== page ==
The truism “you can’t get a bad meal in Italy” takes a beating in Venice, sad to say. Venice scores low in fine dining, and it’s inevitable. Ninety-nine percent of visitors have one meal and never return, and that doesn’t inspire restaurateurs to always do their best. Still, the upside is that the snacking is fine and fun and so is the drinking at La Serenissima’s many bacari. In a city that is essentially nightlife-free, these cheap and cheerful bars offer evenings of buzz and banter amongst (mostly) local patrons. Providing immunity from the pricy tourist-predatory restaurants mentioned above, bacari (accent the first syllable: BA-cari) serve inexpensive but excellent bites called cicchetti (pronounced chee-KET-tee), traditional tapas-like servings of polpettine (meatballs) baccalà mantecato (creamed salt cod or dentex), baby octopus, sarde in saor (marinated sardines), and anything else that may inspire the kitchen, plus assorted cheeses and salumi. Otherwise, bacari vary widely. Some offer full meals, others lack tables and often, even chairs; they’re open late or keeping fish-market hours. Standing-room-only outposts are well suited to the meal-cum-social-round of the “giro per bacari,” a pub crawl that is to Venice what the evening passegiata is elsewhere in Italy. Stationary or in giro, patrons usually take their cicchetti with an AperolSpritz, a low-alcohol cocktail blended of prosecco, sparkling water and neon-orange Aperol aperitif, or with wine, which will be bottled or from demijohns, and sometimes house-made.
Bacari cluster around the Rialto, where Cantina Do Mori (San Polo 429), which may or may not date to the 15th century, and may or may not have been one of Casanova’s hangouts, is known for its francobolli, aptly named “postage stamp” sandwiches. Along Cannareggio’s Strada Nuova you’ll find another of the oldest bacari, this one reputed to serve the best polpettine (meatballs) in the city. Like many places in Venice, it has two names: Osteria Ca’ d’Oro and Osteria Alla Vedova. Many others are farther-flung. Across town in Cannaregio, for example, is a newcomer called Vino Vero (Fondamenta Misericordia 2497). It’s convenient to the Church of the Madonna dell’Orto and its nine Tintorettos (including his “Presentation of the Virgin,” which made quite an impression on Henry James). Owned by the brothers Matteo and Massimiliano Bartoli, Vino-Vero has just a couple of tall stools wedged into its shrunken premises, and it offers wine at fire-sale prices: €3 to €10 a glass. Better, you might luck into one of their occasional free tastings. But take heed: the cicchetti are fine and inventive, but Matteo and Massimiliano take their wine seriously: they focus on the organic and biodynamic wine from small producers, so Vino Vero is one bacaro where ordering a spritz would be enologically incorrect.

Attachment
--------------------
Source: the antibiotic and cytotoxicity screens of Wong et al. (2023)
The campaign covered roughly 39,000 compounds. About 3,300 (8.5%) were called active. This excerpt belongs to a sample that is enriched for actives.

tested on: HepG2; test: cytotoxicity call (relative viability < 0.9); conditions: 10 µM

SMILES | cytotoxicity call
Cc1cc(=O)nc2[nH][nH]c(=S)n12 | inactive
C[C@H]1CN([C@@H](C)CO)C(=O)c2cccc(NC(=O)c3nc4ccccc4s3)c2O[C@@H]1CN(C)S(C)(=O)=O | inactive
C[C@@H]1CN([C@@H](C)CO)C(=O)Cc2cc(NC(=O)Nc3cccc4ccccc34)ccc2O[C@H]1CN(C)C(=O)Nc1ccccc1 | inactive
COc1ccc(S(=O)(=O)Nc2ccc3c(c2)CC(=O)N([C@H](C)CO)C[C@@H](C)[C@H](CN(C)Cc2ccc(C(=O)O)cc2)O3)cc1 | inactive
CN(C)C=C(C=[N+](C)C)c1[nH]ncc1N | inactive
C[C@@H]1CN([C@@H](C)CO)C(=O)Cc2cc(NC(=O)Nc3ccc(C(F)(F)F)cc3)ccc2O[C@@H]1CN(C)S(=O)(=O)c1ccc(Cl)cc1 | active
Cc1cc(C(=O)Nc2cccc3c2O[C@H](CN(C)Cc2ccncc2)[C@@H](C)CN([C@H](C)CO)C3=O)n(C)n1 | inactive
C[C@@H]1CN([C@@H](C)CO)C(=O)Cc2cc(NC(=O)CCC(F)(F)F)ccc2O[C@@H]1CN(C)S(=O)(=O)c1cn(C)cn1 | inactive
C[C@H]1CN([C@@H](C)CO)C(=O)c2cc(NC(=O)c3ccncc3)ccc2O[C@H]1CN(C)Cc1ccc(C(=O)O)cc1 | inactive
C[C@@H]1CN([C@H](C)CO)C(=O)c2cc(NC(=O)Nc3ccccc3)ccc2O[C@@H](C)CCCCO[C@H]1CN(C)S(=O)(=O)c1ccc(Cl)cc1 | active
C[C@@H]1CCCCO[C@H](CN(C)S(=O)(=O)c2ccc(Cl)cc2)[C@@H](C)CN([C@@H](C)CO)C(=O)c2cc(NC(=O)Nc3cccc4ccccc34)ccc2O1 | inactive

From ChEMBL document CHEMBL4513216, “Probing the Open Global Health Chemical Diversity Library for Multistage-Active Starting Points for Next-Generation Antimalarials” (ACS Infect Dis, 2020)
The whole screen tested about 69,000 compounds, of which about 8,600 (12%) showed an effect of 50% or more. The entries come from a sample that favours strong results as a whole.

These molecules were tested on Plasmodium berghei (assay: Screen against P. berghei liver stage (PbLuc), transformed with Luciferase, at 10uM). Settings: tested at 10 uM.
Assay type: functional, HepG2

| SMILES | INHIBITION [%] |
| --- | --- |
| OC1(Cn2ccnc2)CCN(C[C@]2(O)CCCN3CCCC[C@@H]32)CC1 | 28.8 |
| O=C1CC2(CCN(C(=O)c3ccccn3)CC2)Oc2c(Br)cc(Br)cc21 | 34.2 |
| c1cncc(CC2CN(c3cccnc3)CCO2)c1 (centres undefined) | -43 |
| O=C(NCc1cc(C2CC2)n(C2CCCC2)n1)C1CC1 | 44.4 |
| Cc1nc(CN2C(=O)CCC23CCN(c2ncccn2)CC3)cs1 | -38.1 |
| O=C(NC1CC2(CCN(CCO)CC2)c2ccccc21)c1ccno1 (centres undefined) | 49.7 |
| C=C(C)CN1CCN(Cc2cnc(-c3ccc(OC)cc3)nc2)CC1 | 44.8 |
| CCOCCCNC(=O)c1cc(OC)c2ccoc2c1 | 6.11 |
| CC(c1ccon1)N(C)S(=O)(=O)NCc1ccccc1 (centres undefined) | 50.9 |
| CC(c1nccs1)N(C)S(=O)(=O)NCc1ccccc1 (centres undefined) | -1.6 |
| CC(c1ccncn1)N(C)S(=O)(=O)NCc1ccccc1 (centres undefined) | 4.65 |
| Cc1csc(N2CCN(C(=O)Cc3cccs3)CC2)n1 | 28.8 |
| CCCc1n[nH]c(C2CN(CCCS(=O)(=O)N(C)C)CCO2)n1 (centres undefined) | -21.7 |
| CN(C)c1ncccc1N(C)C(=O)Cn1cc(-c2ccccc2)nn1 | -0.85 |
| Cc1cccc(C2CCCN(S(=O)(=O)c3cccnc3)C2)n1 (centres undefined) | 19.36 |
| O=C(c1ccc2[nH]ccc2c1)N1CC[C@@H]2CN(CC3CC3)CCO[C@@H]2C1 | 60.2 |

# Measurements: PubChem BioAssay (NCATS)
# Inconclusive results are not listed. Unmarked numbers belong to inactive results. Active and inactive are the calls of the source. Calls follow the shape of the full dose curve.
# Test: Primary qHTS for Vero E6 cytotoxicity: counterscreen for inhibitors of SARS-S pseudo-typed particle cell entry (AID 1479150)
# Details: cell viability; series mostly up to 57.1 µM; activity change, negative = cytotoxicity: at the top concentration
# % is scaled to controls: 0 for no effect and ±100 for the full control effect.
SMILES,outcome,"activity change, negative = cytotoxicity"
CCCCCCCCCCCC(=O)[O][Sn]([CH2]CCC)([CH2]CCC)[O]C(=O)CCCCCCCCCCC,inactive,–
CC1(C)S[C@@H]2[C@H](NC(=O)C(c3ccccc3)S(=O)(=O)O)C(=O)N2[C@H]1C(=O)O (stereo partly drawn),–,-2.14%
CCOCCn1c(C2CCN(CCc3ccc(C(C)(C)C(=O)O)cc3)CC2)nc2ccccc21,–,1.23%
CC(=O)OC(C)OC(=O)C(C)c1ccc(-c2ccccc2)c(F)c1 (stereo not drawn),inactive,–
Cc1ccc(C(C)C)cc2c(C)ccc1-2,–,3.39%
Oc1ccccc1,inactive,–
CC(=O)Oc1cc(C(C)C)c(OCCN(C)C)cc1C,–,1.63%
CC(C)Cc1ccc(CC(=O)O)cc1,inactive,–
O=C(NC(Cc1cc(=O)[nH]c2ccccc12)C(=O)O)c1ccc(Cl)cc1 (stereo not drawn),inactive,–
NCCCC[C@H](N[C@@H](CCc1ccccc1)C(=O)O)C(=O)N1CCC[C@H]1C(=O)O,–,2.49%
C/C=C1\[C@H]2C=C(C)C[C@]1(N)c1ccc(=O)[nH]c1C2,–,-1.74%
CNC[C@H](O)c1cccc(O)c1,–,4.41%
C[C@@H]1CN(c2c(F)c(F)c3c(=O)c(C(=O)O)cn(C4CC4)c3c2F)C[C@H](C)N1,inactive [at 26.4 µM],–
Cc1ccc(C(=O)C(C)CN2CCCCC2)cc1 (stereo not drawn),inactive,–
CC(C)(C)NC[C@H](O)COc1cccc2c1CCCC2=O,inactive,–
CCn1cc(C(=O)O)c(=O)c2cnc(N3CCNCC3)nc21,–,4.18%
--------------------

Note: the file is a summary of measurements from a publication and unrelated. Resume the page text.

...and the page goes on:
Non importa: the glowing orange cooler is served almost everywhere else, having largely muscled aside yesterday’s ombra, a “shade” or “shadow” of cool white wine, as Venice’s restorative of choice. At its most elegant the Aperol Spritz is served in a tall wine stem and decorated with a speared olive inside and half an orange wheel perched topside. One of the best places to have a spritz is Marco Polo Airport. (If you’ve ever been through that mill you know why; if you haven’t, you will.)
A personal favorite among the fonts of spritzes is Osteria da Simson, which faces the Santa Marina canal at the terminus of gloomy, unprepossessing Calle Bressana, an obscure alley near the Basilica dei Santi Giovanni e Paolo, a.k.a. the Zanipolo. It was there last May that I inaugurated Simson’s canal-side kayak drinking and snacking service. It came about like a happy accident: Simson’s was just where I happened to find myself after a hot morning’s kayaking the canals, so I wearily paddled over, clung to the fondamente and briskly waved my paddle. The ever-alert Domenico Sercia, never one to miss a cliento, shimmered over to take my order and my photo. –Bill Marsano